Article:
"For these very reasons, the compassionate employment cannot be granted after a lapse of reasonable period which must be specified in the rules. The consideration for such employment is not a vested right which can be exercised at any time in future. The object being to enable the family to get over the financial crisis which it faces at the time of the death of the sole breadwinner the compassionate employment cannot be claimed and offered whatever the lapse of time and after the crisis is over." (Emphasis added) The learned counsel has also placed before us an unreported decision of this Court in Jagdish Prasad versus State of Bihar (C.A.No.10682 of 1995) decided on November 13, 1995. In the said case, the question of appointment on compassionate ground to an applicant who was four years old at the time when his father an ex-employee died in harness, came up for consideration. It was contended before this Court that since the appellant was minor when the father died in harness, the compassionate circumstances having continued till the date he made an application for appointment, he was entitled to be appointed on compassionate ground. Such contention was not accepted by the Court below and upholding the rejection of such claim for appointment. this Court has indicated to the following effect:

"The very object of appointment of a dependent of the deceased employees who die in harness is to relieve unexpected immediate hardship and distress caused to the family by sudden demise of the earning member of the family. Since the death occurred way back in 1971, in which year, the appellant was four years old. it cannot be said that he is entitled to be appointed after he attained majority long thereafter. In other words, if that contention is accepted, it amounts to another mode of recruitment of the dependent of a deceased Government servant which cannot be encouraged.

be hors the recruitment rules." It has been submitted before us by the learned counsel appearing for the State Electricity Board that previously there was no scheme to give appointment to the members of the ex-employee dying in harness, but considering the indigent condition of the members of the family, provision to give monetary assistance within a limit to be determined by the concerned authority was made and such scheme has also been annexed to the SLP (C) No. 7878 of 1995. Later on some of the circulars issued by the Government for giving compassionate appointment to the heirs of the ex-employee in government service dying in harness, were adopted. It appears from the annexures referred to the SLPs 7878/95 and SLP 13708/95 that previously there was no time limit within which an application was required to be made for getting appointment on compassionate ground. Subsequently it was confined that within a period of one year such application was required to be made. The said time frame was later on extended to a period of three years from the date of death of the ex-employee. The learned counsel has submitted that although at the relevant time when the ex-employee died in both the civil writ petitions, no time limit for making application was indicated, but such application was required to be made within a reasonable time and in any event, the very purpose of compassionate appointment being to give immediate assistance to the members of the family of the ex- employee will be frustrated if such concession is allowed to be extended over the veers so that by such long lapse of time the heir of the deceased-employee attains majority and then becomes eligible for being considered for appointment.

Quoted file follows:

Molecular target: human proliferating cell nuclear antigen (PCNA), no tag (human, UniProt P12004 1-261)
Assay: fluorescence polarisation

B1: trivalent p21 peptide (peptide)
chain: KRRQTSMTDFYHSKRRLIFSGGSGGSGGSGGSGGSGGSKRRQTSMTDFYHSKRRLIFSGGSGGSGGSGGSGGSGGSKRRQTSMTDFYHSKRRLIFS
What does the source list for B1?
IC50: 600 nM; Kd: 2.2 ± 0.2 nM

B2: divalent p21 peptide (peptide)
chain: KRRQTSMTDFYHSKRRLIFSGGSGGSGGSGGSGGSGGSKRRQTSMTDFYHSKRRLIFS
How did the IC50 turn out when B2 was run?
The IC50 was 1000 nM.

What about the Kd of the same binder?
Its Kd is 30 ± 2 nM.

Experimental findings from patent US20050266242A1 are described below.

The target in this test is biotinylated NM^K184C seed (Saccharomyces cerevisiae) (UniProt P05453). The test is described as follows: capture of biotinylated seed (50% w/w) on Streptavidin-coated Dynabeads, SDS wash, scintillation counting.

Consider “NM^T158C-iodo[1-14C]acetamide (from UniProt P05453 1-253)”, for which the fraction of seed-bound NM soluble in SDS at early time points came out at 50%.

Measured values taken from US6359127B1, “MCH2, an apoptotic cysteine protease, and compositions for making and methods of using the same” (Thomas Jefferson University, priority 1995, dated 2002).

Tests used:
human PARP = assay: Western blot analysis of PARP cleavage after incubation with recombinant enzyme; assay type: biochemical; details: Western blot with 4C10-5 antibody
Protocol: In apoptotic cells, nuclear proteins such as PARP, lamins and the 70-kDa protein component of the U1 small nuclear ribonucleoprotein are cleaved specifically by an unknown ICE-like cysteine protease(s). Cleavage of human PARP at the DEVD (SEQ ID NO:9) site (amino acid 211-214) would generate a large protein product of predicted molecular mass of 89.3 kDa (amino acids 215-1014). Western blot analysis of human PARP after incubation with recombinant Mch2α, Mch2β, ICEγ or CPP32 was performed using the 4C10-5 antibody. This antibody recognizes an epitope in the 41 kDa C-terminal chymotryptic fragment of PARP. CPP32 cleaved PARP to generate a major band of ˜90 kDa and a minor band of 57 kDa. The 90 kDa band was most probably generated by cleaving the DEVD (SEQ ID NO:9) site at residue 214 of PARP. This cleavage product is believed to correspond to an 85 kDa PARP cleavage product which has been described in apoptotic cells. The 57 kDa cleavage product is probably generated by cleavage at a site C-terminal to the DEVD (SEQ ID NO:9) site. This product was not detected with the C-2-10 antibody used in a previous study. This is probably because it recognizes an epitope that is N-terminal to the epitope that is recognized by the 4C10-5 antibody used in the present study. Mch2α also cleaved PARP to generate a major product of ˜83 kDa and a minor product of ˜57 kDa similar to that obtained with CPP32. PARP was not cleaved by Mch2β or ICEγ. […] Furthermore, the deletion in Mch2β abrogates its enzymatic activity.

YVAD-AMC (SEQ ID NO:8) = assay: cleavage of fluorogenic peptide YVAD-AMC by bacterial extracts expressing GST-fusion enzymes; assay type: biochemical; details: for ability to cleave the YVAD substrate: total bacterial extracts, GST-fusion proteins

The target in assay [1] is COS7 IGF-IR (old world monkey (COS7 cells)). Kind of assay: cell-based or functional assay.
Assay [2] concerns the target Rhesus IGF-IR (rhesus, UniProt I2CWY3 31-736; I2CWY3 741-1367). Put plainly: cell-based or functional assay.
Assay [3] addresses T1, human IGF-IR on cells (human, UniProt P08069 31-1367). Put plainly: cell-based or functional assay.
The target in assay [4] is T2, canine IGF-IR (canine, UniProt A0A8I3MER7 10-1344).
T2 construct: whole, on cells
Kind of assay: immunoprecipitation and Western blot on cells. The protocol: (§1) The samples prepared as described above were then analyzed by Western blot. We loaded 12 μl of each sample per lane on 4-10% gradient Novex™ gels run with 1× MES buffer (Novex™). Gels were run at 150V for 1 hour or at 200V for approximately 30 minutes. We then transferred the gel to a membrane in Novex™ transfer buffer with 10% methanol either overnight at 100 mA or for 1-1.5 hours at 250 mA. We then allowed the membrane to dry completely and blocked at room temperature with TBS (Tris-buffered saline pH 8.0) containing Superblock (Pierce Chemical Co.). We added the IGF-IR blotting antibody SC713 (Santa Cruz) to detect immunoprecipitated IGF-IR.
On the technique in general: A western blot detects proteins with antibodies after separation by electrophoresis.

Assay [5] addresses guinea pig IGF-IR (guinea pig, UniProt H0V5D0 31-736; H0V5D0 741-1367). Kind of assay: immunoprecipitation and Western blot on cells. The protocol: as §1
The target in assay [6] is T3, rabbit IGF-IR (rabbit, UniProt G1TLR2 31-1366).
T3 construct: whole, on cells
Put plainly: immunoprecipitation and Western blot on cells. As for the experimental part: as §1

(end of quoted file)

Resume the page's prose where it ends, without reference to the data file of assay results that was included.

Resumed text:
By the impugned judgments, the High Court proceeded on the footing that compassionate appointment to achieve its purpose cannot be restricted within the time frame of three years and if assistance to the members of the deceased employee is required to be given, the family member must necessarily attain majority and then become eligible to apply for getting appointment.

It has been indicated in the decision of Umesh Kumar Nagpal (Supra) that compassionate appointment cannot be granted after a long lapse of reasonable period and the very purpose of compassionate appointment, as an exception to the general rule of open recruitment, is intended to meet the immediate financial problem being suffered by the members of the family of the deceased employee. In the other decision of this Court in Jagdish Prasad 's case, it has been also indicated that the very object of appointment of dependent of deceased-employee who died in harness is to relieve immediate hardship and distress caused to the family by sudden demise of the earning member of the family and such consideration cannot be kept binding for years.

It appears to us that the principle of compassionate appointment as indicated in the aforesaid decisions of this Court, is not only reasonable but consistent with the principle of employment in government and public sector. The impugned decisions of the High Court therefore can not be sustained.

In that view of the matter, we set aside the impugned judgments by allowing both the appeals. This order, however, will not preclude the concerned applicants to make representations to the State Electricity Board for consideration of the case of their appointment either as a temporary or permanent employee by giving full details of the family circumstances and the economic conditions. It is reasonably accepted that if such representation is made, the concerned authority, namely, the Haryana State Electricity Board will consider the same with such sympathy as the applicant may deserve in the facts of the case.

 Back


 



Client Area | Advocate Area | Blogs | About Us | User Agreement | Privacy Policy | Advertise | Media Coverage | Contact Us | Site Map
powered by nubia  |  driven by neosys